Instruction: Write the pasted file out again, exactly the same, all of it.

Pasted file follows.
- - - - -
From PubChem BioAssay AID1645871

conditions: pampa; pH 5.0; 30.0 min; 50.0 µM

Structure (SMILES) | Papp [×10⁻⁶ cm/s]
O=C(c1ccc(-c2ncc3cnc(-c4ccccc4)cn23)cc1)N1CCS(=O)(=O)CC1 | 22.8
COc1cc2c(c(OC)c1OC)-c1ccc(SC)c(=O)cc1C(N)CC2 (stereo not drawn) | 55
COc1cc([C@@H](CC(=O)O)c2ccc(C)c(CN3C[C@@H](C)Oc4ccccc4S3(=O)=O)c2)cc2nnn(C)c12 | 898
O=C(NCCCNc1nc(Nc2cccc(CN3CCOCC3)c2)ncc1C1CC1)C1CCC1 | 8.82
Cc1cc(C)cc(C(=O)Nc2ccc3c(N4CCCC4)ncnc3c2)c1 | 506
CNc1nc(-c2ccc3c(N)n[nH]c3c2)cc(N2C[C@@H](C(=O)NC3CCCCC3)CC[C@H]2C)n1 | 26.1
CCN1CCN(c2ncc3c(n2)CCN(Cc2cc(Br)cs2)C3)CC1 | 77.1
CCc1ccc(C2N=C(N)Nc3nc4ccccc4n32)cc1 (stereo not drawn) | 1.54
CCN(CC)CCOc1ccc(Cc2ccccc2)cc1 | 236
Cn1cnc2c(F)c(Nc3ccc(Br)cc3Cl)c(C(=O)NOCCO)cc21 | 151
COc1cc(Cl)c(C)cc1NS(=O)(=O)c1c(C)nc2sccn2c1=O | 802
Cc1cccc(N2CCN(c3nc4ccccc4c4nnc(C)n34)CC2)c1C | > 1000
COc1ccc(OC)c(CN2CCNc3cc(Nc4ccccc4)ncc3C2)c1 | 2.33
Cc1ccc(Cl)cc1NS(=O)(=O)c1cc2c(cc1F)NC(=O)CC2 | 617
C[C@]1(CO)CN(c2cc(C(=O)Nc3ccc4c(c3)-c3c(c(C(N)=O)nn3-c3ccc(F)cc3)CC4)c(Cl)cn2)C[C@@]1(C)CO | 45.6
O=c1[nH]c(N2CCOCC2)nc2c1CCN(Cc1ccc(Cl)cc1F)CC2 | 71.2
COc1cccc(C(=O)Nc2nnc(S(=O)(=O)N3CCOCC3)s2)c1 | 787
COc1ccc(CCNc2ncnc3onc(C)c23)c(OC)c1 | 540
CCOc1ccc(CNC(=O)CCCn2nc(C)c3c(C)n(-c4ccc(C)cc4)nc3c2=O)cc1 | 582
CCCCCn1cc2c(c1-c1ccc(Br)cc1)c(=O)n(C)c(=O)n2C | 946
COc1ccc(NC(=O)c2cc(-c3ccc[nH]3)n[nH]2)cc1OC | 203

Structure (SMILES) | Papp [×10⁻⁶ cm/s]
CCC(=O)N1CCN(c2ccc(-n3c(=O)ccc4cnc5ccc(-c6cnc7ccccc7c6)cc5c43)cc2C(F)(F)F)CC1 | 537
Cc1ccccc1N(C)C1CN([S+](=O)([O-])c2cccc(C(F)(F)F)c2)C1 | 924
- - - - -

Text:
From PubChem BioAssay AID1645871

conditions: pampa; pH 5.0; 30.0 min; 50.0 µM

Structure (SMILES) | Papp [×10⁻⁶ cm/s]
O=C(c1ccc(-c2ncc3cnc(-c4ccccc4)cn23)cc1)N1CCS(=O)(=O)CC1 | 22.8
COc1cc2c(c(OC)c1OC)-c1ccc(SC)c(=O)cc1C(N)CC2 (stereo not drawn) | 55
COc1cc([C@@H](CC(=O)O)c2ccc(C)c(CN3C[C@@H](C)Oc4ccccc4S3(=O)=O)c2)cc2nnn(C)c12 | 898
O=C(NCCCNc1nc(Nc2cccc(CN3CCOCC3)c2)ncc1C1CC1)C1CCC1 | 8.82
Cc1cc(C)cc(C(=O)Nc2ccc3c(N4CCCC4)ncnc3c2)c1 | 506
CNc1nc(-c2ccc3c(N)n[nH]c3c2)cc(N2C[C@@H](C(=O)NC3CCCCC3)CC[C@H]2C)n1 | 26.1
CCN1CCN(c2ncc3c(n2)CCN(Cc2cc(Br)cs2)C3)CC1 | 77.1
CCc1ccc(C2N=C(N)Nc3nc4ccccc4n32)cc1 (stereo not drawn) | 1.54
CCN(CC)CCOc1ccc(Cc2ccccc2)cc1 | 236
Cn1cnc2c(F)c(Nc3ccc(Br)cc3Cl)c(C(=O)NOCCO)cc21 | 151
COc1cc(Cl)c(C)cc1NS(=O)(=O)c1c(C)nc2sccn2c1=O | 802
Cc1cccc(N2CCN(c3nc4ccccc4c4nnc(C)n34)CC2)c1C | > 1000
COc1ccc(OC)c(CN2CCNc3cc(Nc4ccccc4)ncc3C2)c1 | 2.33
Cc1ccc(Cl)cc1NS(=O)(=O)c1cc2c(cc1F)NC(=O)CC2 | 617
C[C@]1(CO)CN(c2cc(C(=O)Nc3ccc4c(c3)-c3c(c(C(N)=O)nn3-c3ccc(F)cc3)CC4)c(Cl)cn2)C[C@@]1(C)CO | 45.6
O=c1[nH]c(N2CCOCC2)nc2c1CCN(Cc1ccc(Cl)cc1F)CC2 | 71.2
COc1cccc(C(=O)Nc2nnc(S(=O)(=O)N3CCOCC3)s2)c1 | 787
COc1ccc(CCNc2ncnc3onc(C)c23)c(OC)c1 | 540
CCOc1ccc(CNC(=O)CCCn2nc(C)c3c(C)n(-c4ccc(C)cc4)nc3c2=O)cc1 | 582
CCCCCn1cc2c(c1-c1ccc(Br)cc1)c(=O)n(C)c(=O)n2C | 946
COc1ccc(NC(=O)c2cc(-c3ccc[nH]3)n[nH]2)cc1OC | 203

Structure (SMILES) | Papp [×10⁻⁶ cm/s]
CCC(=O)N1CCN(c2ccc(-n3c(=O)ccc4cnc5ccc(-c6cnc7ccccc7c6)cc5c43)cc2C(F)(F)F)CC1 | 537
Cc1ccccc1N(C)C1CN([S+](=O)([O-])c2cccc(C(F)(F)F)c2)C1 | 924